The Unofficial Intel Blog

Poking the beehive with a stick

Wednesday, August 30, 2006

Lonely at the top

Anonymous noted:

Previous CEO contenders:
Mike (AMAT): Jason (TSMC)
Mike (CDNS): Abhi (LSI)

Um... if Paul "you are free to leave at anytime" O. does not pull through then who indeed are the contenders? Kicking Pat Gelsinger? Sean Baloney? Andy "keep it legal" Bryant? Or does someone have to come in from outside to really clean up?


At August 31, 2006 1:05 AM, Anonymous Anonymous said...

If you look at the bench of leaders that Intel has, it's not pretty. I agree, all of the potential good leaders have moved on, seeing Intel for what it is...a sinking ship. This started many years ago with the departure of David House. Most of the good leaders are now running their own shows, very successfully I might add.

Look at the corporate roster and you don't see much.

Gelsinger will NEVER advance beyond where he is now to be CEO or President. Far too much of a jerk.

Dadi? Nope.

Anand? Doubtful, but he may make it simply because he's the last man standing.

Bob Baker? Dark horse, but totally doubtful.

Bryant? Too old and unhealthy. Ever looked at this guy up close? I don't think he's even going to live 5 years longer, he's that sick.

Maloney is probably the best contender, but he's arrogant and pompous.

Eric Kim, I give him 1-2 years before he moves on (is pushed out).

At August 31, 2006 7:39 AM, Blogger Chris Wisehart said...

Time will tell but I think Paul is turning things around. Paul has none of the hang ups noted by anonymous however if being a pompous jerk is any kind of hindrance then 99.9% of all corporate CEO's are guilty!

At September 01, 2006 7:21 PM, Anonymous Anonymous said...

If Sean Baloney ever ascends to the CEO position within Intel, I will tenure my 2-week notice to whoever my boss is at the time. That idiot was at the helm while two divisions sank to the ground in flames. Now I fear he'll do the same thing to the Sales & Marketing even though that's supposed to be "his thing" ... whatever. He's a dork who needs to be given a swift kick to the butt straight out the door.

At September 02, 2006 6:09 AM, Anonymous Arun said...


ref: Baloney. Never have truer words been spoken, I have yet to find one colleague that has a single positive word to say about his skills.

The reality is he is a superb political player and has worked hard to fill his immediate surroundings with sycophants and compliant underlings, it seems miraculous that this Brit survived the cull. He should have been moved out years ago, he has presided over two disasters, why not three?

I therefore expect he will soon be no.2 in the hierarchy. Let's see what Monday brings.

At September 03, 2006 8:04 AM, Anonymous Intelhpc said...

At least this proves that there is life after Intel. Well done Steve!

Former Intel sales executive is new Clearspeed COO
Silicon Valley/San Jose Business

ClearSpeed Technology plc Tuesday named Stephen McKinnon as its chief operating officer.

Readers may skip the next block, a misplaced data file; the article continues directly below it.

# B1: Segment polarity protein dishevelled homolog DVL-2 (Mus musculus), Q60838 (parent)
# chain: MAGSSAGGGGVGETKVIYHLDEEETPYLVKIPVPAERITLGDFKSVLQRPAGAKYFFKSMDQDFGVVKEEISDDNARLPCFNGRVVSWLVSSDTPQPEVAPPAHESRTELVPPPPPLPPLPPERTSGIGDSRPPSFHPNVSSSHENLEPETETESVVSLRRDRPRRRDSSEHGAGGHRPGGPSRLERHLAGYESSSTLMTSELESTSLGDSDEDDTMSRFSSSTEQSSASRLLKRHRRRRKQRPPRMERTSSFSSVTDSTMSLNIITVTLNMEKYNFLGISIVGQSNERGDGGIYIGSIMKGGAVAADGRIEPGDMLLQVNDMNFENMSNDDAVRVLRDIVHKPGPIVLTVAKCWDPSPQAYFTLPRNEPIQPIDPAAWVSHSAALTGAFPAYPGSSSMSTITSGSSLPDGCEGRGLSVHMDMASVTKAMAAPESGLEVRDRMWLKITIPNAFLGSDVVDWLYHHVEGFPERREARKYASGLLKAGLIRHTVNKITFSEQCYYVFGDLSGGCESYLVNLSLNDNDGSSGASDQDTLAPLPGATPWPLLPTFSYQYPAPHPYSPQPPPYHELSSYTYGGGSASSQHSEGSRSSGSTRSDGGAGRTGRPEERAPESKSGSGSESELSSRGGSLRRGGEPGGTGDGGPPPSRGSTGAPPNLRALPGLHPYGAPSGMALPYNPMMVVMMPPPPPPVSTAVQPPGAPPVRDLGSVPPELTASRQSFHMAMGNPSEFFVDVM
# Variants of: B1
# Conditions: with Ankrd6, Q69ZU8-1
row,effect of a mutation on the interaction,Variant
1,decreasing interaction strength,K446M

Most recently Santa Clara-based Intel Corp.'s (NASDAQ:INTC) director of worldwide solution sales, McKinnon will help the Bristol, U.K.-based company build out its customer sales operations from its U.S. offices in San Jose.

ClearSpeed is a specialist semiconductor company that makes chips, boards, software tools and applications which accelerate data-intensive applications at extremely low power.

McKinnon's responsibilities wil include building out the company's sales, business development, outbound marketing, and technical customer support and solutions.

At September 07, 2006 7:50 AM, Anonymous Anonymous said...

As an Intel shareholder I'm outraged that Intel's board and CEO hasn't cleaned up the executive team.

Its unfathomable that a company can loose a near global monopoly to a competitor one tenth its size without major failure in judgement and execution in the top ranks.

Several years ago an article appeared praising Sean Maloney as the chief architect of Intel's expansion into the cellular market. The article stated Maloney's star at Intel would rise or fall on the success of that venture. We now know this failure cost Intel $$ billions. To squander that much money requires one not only to fail to execute to plan, but failure in judgement and courage to exit when its clear one cannot succeed, and before one waste's billions of shareholder value.

Instead of firing him Intel promotes the guy to a role where he can harm the entire company!

While not the only management problem, this is an egregious case of lack of accountability and threat to shareholder's interest.

Any seasoned Intel shareholder understands the risks of the industry, however, without executive management accountability there's little hope Intel can stop the slide to mediocrity.

At September 08, 2006 11:08 AM, Anonymous Anonymous said...

Grove, Barret, and Noyce were LUCKY in grabbing that initial PC business from IBM. Intel has surfed that wave of luck and now has to rely on true business savvy to create or catch the next swell. There is no business savvy leadership; only critics. There has been no savvy; only surfers.


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